How much contingency should you budget for your project?

iStock_000018980057LargeEvery project budget needs money for contingency. What is a contingency? A contingency is a possible future event that can occur – usually it’s a problem.

Generally, contingencies arise out of ‘unknown conditions’ or conditions that could not have reasonably been known.  Unknown conditions are a fact of construction and on some projects there is no real way to really avoid them. All you can do is prepare for them by putting a money aside in the budget for contingency.

How much contingency you put in the budget depends on how much you know about the project, how the original structure was built, and what you can find out about what you can’t see. In new-construction, the unknown condition generally becomes about whatever is underground.

There are ways to prepare for problems:
In remodeling projects, you might have the original plans or you may do some non-destructive and destructive investigation to find out what is behind walls, underneath floors, and above ceilings. In pre 1970’s homes and buildings you might have paint and pipe insulation tested to ensure they do not contain lead or asbestos.

In new-construction, you may have the ground scanned and soil borings taken and tested to find out what is underground. All “unearthed” information lowers the contingency.

So, how do you plan for contingency? How much should you include it in your budget?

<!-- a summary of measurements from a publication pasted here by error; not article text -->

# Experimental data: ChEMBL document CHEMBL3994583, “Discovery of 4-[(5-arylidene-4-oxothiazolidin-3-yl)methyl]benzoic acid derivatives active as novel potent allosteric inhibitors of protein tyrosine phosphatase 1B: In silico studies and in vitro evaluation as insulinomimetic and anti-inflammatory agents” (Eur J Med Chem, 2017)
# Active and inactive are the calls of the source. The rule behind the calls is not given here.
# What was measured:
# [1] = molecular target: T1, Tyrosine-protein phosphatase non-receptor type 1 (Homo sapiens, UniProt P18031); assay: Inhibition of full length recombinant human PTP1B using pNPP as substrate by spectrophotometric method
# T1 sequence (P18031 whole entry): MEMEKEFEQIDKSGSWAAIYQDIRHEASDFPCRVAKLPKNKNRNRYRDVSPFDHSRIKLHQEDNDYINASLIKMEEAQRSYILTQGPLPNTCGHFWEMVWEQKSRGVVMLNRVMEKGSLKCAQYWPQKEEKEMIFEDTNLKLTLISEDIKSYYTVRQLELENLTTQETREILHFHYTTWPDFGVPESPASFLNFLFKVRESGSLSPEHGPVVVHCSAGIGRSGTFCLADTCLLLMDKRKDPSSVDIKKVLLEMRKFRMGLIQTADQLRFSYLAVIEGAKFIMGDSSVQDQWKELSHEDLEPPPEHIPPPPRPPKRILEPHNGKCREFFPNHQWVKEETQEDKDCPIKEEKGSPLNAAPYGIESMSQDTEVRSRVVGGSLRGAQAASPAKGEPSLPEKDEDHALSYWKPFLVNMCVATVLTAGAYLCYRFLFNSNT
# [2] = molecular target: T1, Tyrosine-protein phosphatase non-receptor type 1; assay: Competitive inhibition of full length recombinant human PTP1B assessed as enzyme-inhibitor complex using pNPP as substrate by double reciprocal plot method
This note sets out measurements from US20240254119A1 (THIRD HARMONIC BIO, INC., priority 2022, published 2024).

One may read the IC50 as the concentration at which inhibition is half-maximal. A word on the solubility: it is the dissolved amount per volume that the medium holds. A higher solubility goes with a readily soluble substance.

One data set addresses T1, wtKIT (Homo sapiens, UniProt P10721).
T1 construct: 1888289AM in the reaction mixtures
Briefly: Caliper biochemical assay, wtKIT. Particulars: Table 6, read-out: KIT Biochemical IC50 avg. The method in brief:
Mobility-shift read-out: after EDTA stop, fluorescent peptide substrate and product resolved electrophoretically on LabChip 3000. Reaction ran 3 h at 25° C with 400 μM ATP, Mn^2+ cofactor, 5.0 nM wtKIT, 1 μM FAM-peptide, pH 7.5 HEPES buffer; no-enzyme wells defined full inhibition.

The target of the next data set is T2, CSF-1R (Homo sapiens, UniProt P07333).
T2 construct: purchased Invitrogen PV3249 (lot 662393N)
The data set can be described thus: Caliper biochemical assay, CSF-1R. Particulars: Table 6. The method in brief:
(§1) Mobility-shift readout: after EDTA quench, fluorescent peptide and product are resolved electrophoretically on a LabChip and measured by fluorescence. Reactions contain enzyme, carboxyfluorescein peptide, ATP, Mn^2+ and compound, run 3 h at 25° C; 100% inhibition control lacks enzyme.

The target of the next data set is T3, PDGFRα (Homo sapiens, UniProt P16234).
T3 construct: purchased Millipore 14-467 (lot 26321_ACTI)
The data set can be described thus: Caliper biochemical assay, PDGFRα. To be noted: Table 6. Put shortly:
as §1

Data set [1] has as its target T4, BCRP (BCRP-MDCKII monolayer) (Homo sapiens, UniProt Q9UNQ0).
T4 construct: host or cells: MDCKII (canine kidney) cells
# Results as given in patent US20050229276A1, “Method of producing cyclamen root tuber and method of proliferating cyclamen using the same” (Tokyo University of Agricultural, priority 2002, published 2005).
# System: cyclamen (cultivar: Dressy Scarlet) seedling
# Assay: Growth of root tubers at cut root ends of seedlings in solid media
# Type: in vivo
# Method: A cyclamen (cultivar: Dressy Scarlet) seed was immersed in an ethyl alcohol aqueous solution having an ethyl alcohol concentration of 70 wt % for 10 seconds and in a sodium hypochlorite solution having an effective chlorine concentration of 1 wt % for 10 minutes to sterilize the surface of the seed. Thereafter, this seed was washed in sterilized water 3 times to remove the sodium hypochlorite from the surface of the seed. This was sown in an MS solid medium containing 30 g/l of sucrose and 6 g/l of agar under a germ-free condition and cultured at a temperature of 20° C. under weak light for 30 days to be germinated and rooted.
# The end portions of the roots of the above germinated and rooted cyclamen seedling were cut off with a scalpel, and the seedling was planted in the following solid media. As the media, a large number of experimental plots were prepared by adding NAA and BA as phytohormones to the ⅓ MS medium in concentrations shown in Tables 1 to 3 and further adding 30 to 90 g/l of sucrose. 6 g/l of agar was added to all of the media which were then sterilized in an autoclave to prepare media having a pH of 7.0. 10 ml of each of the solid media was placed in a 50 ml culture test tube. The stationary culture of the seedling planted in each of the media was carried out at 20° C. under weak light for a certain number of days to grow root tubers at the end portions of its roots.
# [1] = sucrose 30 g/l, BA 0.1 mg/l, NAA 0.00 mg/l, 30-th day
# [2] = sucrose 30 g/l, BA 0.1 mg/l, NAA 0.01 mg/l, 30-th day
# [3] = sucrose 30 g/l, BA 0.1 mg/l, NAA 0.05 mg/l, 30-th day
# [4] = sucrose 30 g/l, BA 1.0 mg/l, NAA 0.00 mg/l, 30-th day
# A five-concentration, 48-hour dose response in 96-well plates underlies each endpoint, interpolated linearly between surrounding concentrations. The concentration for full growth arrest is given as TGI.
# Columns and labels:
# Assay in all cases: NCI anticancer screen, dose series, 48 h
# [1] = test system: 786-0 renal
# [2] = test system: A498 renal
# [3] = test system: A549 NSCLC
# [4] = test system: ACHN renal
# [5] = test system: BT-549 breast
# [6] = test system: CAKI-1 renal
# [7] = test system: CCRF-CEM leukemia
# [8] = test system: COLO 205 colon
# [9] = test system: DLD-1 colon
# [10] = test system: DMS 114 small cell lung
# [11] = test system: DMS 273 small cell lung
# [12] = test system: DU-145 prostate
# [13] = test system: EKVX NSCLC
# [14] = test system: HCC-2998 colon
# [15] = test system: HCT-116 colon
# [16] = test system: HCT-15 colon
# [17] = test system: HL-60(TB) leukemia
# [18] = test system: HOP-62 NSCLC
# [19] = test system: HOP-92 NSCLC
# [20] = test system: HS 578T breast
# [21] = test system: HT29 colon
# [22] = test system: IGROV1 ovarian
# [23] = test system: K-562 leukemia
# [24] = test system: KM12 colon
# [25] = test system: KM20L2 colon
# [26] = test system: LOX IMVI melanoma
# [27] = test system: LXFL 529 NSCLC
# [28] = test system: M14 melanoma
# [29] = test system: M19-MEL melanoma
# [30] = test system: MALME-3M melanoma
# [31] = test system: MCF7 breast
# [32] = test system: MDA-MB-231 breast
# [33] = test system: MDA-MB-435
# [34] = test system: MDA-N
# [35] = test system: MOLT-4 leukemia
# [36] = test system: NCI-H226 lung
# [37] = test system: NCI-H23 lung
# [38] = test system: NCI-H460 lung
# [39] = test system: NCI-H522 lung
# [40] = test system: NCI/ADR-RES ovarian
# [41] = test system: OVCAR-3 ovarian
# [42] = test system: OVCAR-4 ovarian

I’ve heard professionals say, “Include 50% more than what you were thinking your project should cost in your budget for contingency”. Why 50%? Why not 100%? That’s silly. If you take a look at professionally recognized cost estimating books, you’ll see that they put a range on contingency country-wide of 5% to 15%. While experience tells me they are right, I also know there are times when contingency can be less than 5% and can well exceed 15%.

The amount of contingency a given project needs depends on how complete and thorough the planning process was, and how many changes an owner makes during construction. The best laid plans are often thrown off by changes. When owners create a thorough and complete plan and don’t make changes during construction contingency is rather predictable.

In my book, I include a table for knowing how much contingency the average person needs on the average residential renovation and new construction project. Here is copy of that chart and information on how to read it:

No Information With As-built drawings With Investigation & Testing
New-Construction

15%

N/A

-5%

Renovation

15%

-5%

-5%

 
Example: Renovation, No As-Builts, Investigated and Tested
                         15%                – 0 %                          – 5%                           = 10%
 

The top row is project information, the left column is project type. Start with the second “No Information” column and select the project type row 15%. If you have a renovation project and you have the most recent construction drawings or “As-Built Drawings”, subtract 5%. If you have completed non-destructive, destructive and testing as-needed, subtract 5%. The remaining amount is your estimated contingency.

You can see from the chart and the example that the more information you have on the project the less contingency generally needed. Use this chart on your next project to help you estimate the amount of contingency you need.

© 2013, RCartright. All rights reserved.

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